Rock sample re-writes Earth’s early atmospheric history – again

Scientists have long debated when measurable levels of oxygen first appeared in Earth’s atmosphere.

In 2007, startling geological findings suggested that transient ‘whiffs’ of oxygen appeared much earlier than had ever been thought possible. Our interpretation of the planet’s past was entirely rewritten as a result.

Now, new research published in Science Advances is taking us back to the drawing board.

The study indicates that the chemical data that suggested atmospheric oxygen very early in Earth’s history may actually have been introduced by events hundreds of millions of years later. This resurrects the supplanted hypothesis that Earth’s atmosphere had exceedingly low oxygen levels prior to 2.3 billion years ago, when the atmosphere underwent a dramatic shift known as the Great Oxygenation Event.

“Without the whiff of oxygen reported by a series of earlier studies, the scientific community needs to critically re-evaluate its understanding of the first half of Earth’s history,” says Sarah Slotznick, an assistant professor of earth sciences at Dartmouth, US, and first author of the study.

The idea of the Great Oxygenation Event developed over the last century. It’s thought to be when oxygen levels began to increase dramatically more than 2 billion years ago, catalysing the evolution of aerobic life and paving the way for the rise of complex cells, animals, and eventually humans.

Most geological evidence indicates a near-complete absence of oxygen prior to the event.

When researchers in 2007 reported evidence of trace amounts of oxygen based on samples of the 2.5-billion-year-old Mount McRae Shale – part of a 2004 drill core collected in Western Australia by the NASA Astrobiology Drilling Program – the scientific community was stunned.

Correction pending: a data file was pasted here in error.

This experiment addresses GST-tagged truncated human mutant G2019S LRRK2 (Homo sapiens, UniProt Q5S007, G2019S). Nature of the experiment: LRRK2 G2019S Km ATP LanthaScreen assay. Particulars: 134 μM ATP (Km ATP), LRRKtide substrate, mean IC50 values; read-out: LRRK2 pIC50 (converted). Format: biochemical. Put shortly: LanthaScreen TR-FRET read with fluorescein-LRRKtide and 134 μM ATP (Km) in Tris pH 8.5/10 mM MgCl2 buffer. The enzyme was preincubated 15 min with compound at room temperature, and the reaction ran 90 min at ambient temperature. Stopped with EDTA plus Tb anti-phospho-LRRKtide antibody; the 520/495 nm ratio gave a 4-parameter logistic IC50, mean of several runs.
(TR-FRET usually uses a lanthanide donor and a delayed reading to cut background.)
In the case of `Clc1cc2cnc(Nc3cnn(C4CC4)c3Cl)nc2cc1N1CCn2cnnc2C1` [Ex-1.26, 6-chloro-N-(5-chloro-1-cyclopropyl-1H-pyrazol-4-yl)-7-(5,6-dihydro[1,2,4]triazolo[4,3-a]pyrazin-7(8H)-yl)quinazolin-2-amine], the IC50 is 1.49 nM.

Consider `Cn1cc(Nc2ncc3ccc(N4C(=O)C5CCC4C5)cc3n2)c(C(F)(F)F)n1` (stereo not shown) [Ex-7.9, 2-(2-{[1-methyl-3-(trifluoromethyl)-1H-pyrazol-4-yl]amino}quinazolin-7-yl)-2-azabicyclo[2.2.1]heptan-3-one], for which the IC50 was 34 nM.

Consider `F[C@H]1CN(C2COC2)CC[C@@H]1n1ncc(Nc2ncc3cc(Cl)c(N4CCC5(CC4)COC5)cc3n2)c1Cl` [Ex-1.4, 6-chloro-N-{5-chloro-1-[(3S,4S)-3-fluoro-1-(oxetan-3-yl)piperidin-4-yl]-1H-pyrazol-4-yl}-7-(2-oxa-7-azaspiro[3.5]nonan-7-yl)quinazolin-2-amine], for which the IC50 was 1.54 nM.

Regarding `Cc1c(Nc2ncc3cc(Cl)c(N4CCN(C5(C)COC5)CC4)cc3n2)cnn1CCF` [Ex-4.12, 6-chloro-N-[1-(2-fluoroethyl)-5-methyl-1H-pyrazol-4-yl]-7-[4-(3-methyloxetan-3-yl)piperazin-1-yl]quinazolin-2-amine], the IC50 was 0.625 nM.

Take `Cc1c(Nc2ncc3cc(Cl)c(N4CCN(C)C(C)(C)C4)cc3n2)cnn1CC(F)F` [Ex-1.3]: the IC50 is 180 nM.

“When the results came out a decade ago, they were startling,” says Joseph Kirschvink, professor of geobiology at the California Institute of Technology (Caltech), and a study co-author. “The findings seemed to contradict abundant evidence from other geological indicators that argued against the presence of free oxygen before the Great Oxygenation Event.”

The observation of early oxygen was taken by some research groups to support earlier findings that microscopic cyanobacteria – early innovators in photosynthesis – pumped oxygen into the ancient atmosphere, but that other Earth processes kept oxygen levels low.

The 2007 study, including its implications about the origin of life and its evolution, have been widely accepted and have served as the basis for a series of other research papers over the past 14 years.

An artist's impression of what the earth might have looked like billions of years go, with a volcano erupting in the distance and stromatolites sitting in shallow water in the foreground.
A rock sample used to reexamine Earth’s pre-GOE “whiff of oxygen” spans the Archean and Paleoproterozoic time periods. This illustration depicts what the Earth might have looked like billions of years ago. Credit: Ozark Museum of Natural History.

But science never rests on its laurels.